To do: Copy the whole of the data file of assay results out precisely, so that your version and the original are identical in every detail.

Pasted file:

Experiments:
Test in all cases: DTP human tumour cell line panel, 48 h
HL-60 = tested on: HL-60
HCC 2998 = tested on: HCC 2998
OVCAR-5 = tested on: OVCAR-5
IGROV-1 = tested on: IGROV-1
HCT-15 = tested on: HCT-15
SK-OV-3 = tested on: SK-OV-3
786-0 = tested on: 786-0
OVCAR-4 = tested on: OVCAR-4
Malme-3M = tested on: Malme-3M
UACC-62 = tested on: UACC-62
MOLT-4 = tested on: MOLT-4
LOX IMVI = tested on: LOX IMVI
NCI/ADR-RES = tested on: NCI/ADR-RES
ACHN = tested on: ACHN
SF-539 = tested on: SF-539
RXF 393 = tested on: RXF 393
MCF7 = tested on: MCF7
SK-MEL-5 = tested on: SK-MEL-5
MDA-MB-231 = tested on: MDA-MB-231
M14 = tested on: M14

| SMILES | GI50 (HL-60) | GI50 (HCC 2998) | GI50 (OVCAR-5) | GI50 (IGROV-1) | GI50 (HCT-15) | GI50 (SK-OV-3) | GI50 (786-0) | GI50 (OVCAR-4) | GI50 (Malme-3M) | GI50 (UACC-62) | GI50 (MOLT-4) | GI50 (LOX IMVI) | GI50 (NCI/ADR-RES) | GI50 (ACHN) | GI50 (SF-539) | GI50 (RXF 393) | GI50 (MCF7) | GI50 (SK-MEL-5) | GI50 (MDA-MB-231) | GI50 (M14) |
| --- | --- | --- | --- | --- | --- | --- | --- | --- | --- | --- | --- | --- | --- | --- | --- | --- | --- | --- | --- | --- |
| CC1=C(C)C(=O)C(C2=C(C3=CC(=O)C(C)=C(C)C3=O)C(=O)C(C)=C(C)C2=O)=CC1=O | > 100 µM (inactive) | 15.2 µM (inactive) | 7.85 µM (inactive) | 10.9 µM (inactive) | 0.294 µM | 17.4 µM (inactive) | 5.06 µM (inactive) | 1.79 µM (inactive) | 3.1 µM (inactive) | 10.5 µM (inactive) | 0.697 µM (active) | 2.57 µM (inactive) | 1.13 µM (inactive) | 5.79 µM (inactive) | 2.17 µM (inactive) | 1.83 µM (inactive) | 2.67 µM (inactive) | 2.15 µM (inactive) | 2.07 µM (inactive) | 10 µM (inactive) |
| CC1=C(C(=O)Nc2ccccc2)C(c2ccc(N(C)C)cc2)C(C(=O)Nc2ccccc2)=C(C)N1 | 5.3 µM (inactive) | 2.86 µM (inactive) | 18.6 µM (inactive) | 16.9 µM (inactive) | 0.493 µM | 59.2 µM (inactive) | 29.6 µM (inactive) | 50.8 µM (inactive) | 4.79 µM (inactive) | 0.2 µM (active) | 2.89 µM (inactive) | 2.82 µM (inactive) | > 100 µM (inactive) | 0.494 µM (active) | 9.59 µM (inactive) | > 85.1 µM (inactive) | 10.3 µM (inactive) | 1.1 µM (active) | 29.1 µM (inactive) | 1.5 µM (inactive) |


Experiments:
Test in all cases: DTP human tumour cell line panel, 48 h
HL-60 = tested on: HL-60
HCC 2998 = tested on: HCC 2998
OVCAR-5 = tested on: OVCAR-5
IGROV-1 = tested on: IGROV-1
HCT-15 = tested on: HCT-15
SK-OV-3 = tested on: SK-OV-3
786-0 = tested on: 786-0
OVCAR-4 = tested on: OVCAR-4
Malme-3M = tested on: Malme-3M
UACC-62 = tested on: UACC-62
MOLT-4 = tested on: MOLT-4
LOX IMVI = tested on: LOX IMVI
NCI/ADR-RES = tested on: NCI/ADR-RES
ACHN = tested on: ACHN
SF-539 = tested on: SF-539
RXF 393 = tested on: RXF 393
MCF7 = tested on: MCF7
SK-MEL-5 = tested on: SK-MEL-5
MDA-MB-231 = tested on: MDA-MB-231
M14 = tested on: M14

| SMILES | GI50 (HL-60) | GI50 (HCC 2998) | GI50 (OVCAR-5) | GI50 (IGROV-1) | GI50 (HCT-15) | GI50 (SK-OV-3) | GI50 (786-0) | GI50 (OVCAR-4) | GI50 (Malme-3M) | GI50 (UACC-62) | GI50 (MOLT-4) | GI50 (LOX IMVI) | GI50 (NCI/ADR-RES) | GI50 (ACHN) | GI50 (SF-539) | GI50 (RXF 393) | GI50 (MCF7) | GI50 (SK-MEL-5) | GI50 (MDA-MB-231) | GI50 (M14) |
| --- | --- | --- | --- | --- | --- | --- | --- | --- | --- | --- | --- | --- | --- | --- | --- | --- | --- | --- | --- | --- |
| CC1=C(C)C(=O)C(C2=C(C3=CC(=O)C(C)=C(C)C3=O)C(=O)C(C)=C(C)C2=O)=CC1=O | > 100 µM (inactive) | 15.2 µM (inactive) | 7.85 µM (inactive) | 10.9 µM (inactive) | 0.294 µM | 17.4 µM (inactive) | 5.06 µM (inactive) | 1.79 µM (inactive) | 3.1 µM (inactive) | 10.5 µM (inactive) | 0.697 µM (active) | 2.57 µM (inactive) | 1.13 µM (inactive) | 5.79 µM (inactive) | 2.17 µM (inactive) | 1.83 µM (inactive) | 2.67 µM (inactive) | 2.15 µM (inactive) | 2.07 µM (inactive) | 10 µM (inactive) |
| CC1=C(C(=O)Nc2ccccc2)C(c2ccc(N(C)C)cc2)C(C(=O)Nc2ccccc2)=C(C)N1 | 5.3 µM (inactive) | 2.86 µM (inactive) | 18.6 µM (inactive) | 16.9 µM (inactive) | 0.493 µM | 59.2 µM (inactive) | 29.6 µM (inactive) | 50.8 µM (inactive) | 4.79 µM (inactive) | 0.2 µM (active) | 2.89 µM (inactive) | 2.82 µM (inactive) | > 100 µM (inactive) | 0.494 µM (active) | 9.59 µM (inactive) | > 85.1 µM (inactive) | 10.3 µM (inactive) | 1.1 µM (active) | 29.1 µM (inactive) | 1.5 µM (inactive) |